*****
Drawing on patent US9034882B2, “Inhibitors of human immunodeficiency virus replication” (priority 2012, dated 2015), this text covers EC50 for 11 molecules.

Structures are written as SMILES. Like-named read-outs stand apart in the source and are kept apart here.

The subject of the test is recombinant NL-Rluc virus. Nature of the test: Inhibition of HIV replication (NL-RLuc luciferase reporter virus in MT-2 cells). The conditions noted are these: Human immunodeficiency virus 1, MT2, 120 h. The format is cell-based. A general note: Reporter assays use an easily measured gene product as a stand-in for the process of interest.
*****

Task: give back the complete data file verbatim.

Drawing on patent US9034882B2, “Inhibitors of human immunodeficiency virus replication” (priority 2012, dated 2015), this text covers EC50 for 11 molecules.

Structures are written as SMILES. Like-named read-outs stand apart in the source and are kept apart here.

The subject of the test is recombinant NL-Rluc virus. Nature of the test: Inhibition of HIV replication (NL-RLuc luciferase reporter virus in MT-2 cells). The conditions noted are these: Human immunodeficiency virus 1, MT2, 120 h. The format is cell-based. A general note: Reporter assays use an easily measured gene product as a stand-in for the process of interest.